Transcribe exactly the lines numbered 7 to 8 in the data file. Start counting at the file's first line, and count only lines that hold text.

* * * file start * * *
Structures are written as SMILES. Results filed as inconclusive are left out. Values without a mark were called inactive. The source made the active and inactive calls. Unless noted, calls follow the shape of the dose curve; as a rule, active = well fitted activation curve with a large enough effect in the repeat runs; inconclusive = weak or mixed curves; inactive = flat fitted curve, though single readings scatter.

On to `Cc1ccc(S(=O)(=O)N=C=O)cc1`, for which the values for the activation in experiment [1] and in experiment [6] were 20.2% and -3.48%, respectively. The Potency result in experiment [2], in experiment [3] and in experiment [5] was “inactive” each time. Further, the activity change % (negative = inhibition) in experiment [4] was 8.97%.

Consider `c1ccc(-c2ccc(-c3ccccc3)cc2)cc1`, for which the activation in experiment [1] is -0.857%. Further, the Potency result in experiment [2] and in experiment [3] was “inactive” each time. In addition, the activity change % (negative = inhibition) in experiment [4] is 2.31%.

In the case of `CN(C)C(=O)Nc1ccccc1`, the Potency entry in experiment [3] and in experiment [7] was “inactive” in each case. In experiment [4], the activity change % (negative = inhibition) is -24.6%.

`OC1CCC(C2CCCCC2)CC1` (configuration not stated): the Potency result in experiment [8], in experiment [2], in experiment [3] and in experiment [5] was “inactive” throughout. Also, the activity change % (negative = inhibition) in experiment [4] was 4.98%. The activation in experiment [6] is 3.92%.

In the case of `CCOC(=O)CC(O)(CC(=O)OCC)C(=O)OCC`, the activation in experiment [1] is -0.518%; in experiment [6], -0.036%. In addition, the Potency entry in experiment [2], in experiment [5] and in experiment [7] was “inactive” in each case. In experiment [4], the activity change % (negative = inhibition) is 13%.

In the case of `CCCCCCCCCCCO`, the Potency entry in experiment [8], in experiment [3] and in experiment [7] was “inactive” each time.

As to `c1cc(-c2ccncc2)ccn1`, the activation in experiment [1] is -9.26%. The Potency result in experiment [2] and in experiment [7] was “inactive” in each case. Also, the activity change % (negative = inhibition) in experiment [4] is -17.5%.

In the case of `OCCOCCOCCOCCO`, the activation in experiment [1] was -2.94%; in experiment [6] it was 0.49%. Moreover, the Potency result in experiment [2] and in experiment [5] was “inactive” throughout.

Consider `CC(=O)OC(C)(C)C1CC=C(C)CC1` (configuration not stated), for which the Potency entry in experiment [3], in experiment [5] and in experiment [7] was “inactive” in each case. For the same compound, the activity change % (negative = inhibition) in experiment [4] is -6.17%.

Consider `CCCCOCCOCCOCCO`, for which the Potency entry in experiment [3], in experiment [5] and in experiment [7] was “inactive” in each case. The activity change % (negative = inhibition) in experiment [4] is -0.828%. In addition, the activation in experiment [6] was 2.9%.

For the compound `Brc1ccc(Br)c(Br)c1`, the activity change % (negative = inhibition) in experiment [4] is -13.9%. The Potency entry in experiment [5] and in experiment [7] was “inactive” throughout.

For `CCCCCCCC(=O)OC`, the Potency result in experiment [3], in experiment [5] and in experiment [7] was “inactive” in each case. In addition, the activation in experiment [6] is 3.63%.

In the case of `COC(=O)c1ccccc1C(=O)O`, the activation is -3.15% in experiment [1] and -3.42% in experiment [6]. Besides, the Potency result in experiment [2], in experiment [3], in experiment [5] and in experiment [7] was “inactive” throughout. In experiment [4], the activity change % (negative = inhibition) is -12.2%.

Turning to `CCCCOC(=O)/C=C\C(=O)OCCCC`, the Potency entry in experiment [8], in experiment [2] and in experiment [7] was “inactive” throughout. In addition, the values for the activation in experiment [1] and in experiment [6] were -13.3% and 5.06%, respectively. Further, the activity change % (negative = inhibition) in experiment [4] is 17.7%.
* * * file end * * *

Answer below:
In the case of `CCCCCCCCCCCO`, the Potency entry in experiment [8], in experiment [3] and in experiment [7] was “inactive” each time.

As to `c1cc(-c2ccncc2)ccn1`, the activation in experiment [1] is -9.26%. The Potency result in experiment [2] and in experiment [7] was “inactive” in each case. Also, the activity change % (negative = inhibition) in experiment [4] is -17.5%.